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Abstract: PO2099

Bilateral Nephrectomy in a Patient with Refractory Hypertension Prior to Development of ESKD

Session Information

Category: Trainee Case Report

  • 1402 Hypertension and CVD: Clinical, Outcomes, and Trials

Authors

  • Zemke, Anna M., Department of Medicine, Rush University Medical Center, Chicago, Illinois, United States
  • Hlepas, Alexander, Department of Medicine, Rush University Medical Center, Chicago, Illinois, United States
  • Hertl, Martin, Department Transplant Surgery, Rush University Medical Center, Chicago, Illinois, United States
  • Ali, Waleed, Department of Medicine, Comprehensive Hypertension Center, University of Chicago Medicine, Chicago, Illinois, United States
  • Rodby, Roger A., Department of Medicine, Division of Nephrology, Rush University Medical Center, Chicago, Illinois, United States
  • Bakris, George L., Department of Medicine, Comprehensive Hypertension Center, University of Chicago Medicine, Chicago, Illinois, United States
Introduction

Renal denervation (RDN) reduces increased sympathetic activation in refractory HTN (rHTN) while preserving kidney function, and trials in both the US and Europe demonstrate a 7-12 mmHg placebo subtracted reduction in systolic BP. Bilateral nephrectomy (BLN), originally performed in ESKD patients in the 1970s for rHTN is an effective treatment, but is reserved for ESKD pts. We present a case of life threatening rHTN in a pt with Stage 3b CKD that was unresponsive to open surgical renal denervation (OS RDN) but responded extremely well to BLN.

Case Description

A 43 y/o white woman with stage 3b CKD (eGFR 38 ml/min/1.73m2) presented with a resting SBP between 180-240 mmHg on maximal doses of 8 different antihypertensive medications including spironolactone and minoxidil. She required frequent hospitalizations for symptomatic HTN with IV CCBs and beta blockers. Workup included an evaluation of all secondary causes including drug screening, urine metanephrines, renal MRI, and renin/aldo ratio.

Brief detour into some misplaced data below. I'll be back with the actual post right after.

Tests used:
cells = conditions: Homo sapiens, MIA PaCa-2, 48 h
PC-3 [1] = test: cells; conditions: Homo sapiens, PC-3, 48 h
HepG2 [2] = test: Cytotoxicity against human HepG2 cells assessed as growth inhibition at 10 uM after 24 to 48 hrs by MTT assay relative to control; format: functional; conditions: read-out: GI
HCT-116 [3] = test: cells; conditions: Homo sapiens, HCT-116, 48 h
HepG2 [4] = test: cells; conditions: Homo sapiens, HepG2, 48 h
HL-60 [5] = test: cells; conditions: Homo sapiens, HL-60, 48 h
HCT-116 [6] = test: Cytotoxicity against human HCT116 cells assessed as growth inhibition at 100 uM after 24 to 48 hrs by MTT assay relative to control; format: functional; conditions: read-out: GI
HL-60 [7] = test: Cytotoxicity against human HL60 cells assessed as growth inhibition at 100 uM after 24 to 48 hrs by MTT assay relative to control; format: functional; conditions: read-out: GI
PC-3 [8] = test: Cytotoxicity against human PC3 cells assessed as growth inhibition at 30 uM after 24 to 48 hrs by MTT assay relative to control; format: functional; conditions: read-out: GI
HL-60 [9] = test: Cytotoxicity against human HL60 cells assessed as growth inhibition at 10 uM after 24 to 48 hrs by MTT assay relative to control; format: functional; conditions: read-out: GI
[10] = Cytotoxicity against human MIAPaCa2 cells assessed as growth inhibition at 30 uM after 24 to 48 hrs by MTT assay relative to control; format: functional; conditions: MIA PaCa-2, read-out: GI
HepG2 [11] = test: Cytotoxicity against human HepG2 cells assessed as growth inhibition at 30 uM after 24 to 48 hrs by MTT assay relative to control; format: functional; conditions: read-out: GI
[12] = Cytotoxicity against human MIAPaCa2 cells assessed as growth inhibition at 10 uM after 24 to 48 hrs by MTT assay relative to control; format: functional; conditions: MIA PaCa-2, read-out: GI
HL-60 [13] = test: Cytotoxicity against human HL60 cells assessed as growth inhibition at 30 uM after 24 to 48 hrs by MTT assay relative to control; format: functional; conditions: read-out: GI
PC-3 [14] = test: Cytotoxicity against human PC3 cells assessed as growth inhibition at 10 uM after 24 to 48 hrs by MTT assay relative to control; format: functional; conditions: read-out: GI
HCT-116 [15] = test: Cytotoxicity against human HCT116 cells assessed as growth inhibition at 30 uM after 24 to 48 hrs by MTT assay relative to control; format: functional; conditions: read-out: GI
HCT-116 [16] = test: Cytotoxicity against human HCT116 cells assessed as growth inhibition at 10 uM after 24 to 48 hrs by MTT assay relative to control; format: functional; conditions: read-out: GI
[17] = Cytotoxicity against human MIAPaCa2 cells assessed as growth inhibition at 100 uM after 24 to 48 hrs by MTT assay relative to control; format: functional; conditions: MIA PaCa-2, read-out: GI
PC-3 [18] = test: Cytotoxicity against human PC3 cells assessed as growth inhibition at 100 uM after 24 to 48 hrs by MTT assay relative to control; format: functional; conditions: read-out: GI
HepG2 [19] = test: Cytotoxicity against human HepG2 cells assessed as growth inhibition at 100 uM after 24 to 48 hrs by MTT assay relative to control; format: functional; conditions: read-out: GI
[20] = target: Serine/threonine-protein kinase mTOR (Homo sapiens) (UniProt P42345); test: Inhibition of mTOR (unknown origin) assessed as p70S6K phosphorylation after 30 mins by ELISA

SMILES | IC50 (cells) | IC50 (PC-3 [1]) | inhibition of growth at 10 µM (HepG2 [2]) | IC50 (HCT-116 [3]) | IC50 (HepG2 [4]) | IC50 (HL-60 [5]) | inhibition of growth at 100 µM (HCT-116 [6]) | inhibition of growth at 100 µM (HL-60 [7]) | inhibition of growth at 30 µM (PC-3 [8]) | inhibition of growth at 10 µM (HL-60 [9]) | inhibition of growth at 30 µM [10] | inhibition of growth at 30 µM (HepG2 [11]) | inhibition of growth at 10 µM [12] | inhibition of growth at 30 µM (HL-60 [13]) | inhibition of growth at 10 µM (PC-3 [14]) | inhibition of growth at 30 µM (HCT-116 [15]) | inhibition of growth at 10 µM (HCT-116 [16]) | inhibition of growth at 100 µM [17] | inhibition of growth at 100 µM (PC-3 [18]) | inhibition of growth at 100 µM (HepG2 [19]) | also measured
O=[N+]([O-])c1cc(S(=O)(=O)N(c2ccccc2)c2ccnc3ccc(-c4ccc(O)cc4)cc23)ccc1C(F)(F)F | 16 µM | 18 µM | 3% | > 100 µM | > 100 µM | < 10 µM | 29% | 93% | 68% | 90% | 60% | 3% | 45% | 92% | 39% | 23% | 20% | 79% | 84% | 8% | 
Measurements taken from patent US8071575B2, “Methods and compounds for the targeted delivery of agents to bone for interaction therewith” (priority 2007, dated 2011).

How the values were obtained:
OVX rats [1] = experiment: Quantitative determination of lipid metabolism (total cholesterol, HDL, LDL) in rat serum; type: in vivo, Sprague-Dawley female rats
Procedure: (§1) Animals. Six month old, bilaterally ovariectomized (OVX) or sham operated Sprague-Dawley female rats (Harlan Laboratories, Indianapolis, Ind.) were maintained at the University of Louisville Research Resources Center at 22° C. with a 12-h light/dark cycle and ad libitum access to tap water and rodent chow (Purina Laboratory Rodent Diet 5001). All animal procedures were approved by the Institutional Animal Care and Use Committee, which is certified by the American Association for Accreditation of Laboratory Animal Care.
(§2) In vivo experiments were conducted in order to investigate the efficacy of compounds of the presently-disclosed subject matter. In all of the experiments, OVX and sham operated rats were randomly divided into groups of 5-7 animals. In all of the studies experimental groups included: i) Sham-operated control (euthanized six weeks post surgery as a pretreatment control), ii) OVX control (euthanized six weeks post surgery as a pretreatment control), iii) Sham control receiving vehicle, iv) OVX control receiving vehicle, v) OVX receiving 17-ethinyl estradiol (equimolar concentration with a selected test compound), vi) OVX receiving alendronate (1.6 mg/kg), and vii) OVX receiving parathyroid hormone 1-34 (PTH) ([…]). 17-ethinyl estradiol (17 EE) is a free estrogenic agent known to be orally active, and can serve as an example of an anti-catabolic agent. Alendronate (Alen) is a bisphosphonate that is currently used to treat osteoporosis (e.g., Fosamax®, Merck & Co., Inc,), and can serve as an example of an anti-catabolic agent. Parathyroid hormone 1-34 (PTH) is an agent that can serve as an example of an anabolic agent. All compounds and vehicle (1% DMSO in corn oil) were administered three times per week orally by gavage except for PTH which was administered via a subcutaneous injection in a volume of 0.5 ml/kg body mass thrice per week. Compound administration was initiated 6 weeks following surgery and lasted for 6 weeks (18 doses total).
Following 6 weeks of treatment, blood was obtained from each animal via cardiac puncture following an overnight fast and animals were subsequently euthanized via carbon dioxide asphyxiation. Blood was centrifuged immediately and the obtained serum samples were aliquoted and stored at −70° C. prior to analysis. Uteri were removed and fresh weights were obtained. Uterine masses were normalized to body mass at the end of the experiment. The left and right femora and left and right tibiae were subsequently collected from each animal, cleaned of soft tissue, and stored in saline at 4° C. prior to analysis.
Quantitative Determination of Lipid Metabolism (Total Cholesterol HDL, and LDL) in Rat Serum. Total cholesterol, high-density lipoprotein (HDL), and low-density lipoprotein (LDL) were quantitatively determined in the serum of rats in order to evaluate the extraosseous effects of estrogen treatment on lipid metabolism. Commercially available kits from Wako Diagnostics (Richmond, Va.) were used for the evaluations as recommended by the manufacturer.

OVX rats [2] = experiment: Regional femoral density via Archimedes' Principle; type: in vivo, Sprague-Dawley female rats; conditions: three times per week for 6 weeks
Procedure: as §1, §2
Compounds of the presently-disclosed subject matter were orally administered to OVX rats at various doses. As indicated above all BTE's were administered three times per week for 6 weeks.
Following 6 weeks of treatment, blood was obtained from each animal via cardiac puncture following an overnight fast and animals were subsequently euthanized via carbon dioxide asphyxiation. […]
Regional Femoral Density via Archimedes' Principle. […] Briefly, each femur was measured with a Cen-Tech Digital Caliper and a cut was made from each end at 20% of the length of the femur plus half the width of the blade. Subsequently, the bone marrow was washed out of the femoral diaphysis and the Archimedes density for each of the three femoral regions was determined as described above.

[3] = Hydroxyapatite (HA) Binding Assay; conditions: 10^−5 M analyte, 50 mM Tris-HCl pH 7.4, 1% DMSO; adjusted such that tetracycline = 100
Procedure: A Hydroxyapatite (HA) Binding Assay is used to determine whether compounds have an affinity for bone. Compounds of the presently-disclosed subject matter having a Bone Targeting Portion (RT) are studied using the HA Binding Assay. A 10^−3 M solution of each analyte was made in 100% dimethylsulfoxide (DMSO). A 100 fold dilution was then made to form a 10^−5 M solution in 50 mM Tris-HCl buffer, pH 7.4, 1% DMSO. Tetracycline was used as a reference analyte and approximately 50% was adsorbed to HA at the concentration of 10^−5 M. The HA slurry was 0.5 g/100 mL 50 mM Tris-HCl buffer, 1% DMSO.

In an effort to avoid BLN, she initially underwent bilateral OS RDN by severing all neural tissue entering the kidney. Renal vein renin levels were 9.1, 7.8 ng/mL/hr pre OS RDN and 0.7, 1.4 ng/mL/hr post. Despite an initial drop in BP to 140/70 mmHg on only 2 medications, within 4 wks of OS RDN, her BP rose to 240/120 on 4 medications and she was symptomatic. At this point, BLN was performed as the only remaining option. Understanding of the need for RRT following BLN, the patient consented to proceed. Follow up BPs have been in the 130/80 mmHg range on carvedilol dose 12.5mg bid alone.

Discussion

Neither OS RDN nor pre-ESKD BLN for rHTN have been previously reported. Advancements in endovascular RDN are becoming more effective, but still only lower systolic BP by 7-12 mmHg placebo subtracted. Our case failed to respond to OS RDN, where we were guaranteed completed resection of the nerves and surrounding connective tissue, and suggests the effects of any form of RDN may be limited. BLN for rHTN for pts on RRT was started in the 1970s. Almost 50 yrs later, despite enormous improvements in medications, there is still a role for this procedure, and it emphasizes how little we still know about the etiology of rHTN. Requiring this in a patient pre-ESKD was extreme but we felt a life-saving requirement. She will be referred for transplantation.